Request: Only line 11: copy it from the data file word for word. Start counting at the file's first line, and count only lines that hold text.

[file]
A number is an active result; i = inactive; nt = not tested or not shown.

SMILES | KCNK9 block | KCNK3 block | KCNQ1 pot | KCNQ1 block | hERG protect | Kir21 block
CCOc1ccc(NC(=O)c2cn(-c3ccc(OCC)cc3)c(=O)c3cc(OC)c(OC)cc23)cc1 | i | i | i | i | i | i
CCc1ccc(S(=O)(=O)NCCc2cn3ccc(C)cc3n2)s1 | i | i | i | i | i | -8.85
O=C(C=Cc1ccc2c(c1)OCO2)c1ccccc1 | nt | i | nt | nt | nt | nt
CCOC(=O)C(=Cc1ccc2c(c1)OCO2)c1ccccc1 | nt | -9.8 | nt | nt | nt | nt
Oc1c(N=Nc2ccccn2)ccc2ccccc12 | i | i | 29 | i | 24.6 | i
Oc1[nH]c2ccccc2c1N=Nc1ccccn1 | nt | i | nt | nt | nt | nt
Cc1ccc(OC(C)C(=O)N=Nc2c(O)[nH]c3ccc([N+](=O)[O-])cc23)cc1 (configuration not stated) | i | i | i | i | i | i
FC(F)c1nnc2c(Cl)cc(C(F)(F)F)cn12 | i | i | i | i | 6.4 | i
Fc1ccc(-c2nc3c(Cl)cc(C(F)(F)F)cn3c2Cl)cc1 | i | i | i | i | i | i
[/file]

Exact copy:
Fc1ccc(-c2nc3c(Cl)cc(C(F)(F)F)cn3c2Cl)cc1 | i | i | i | i | i | i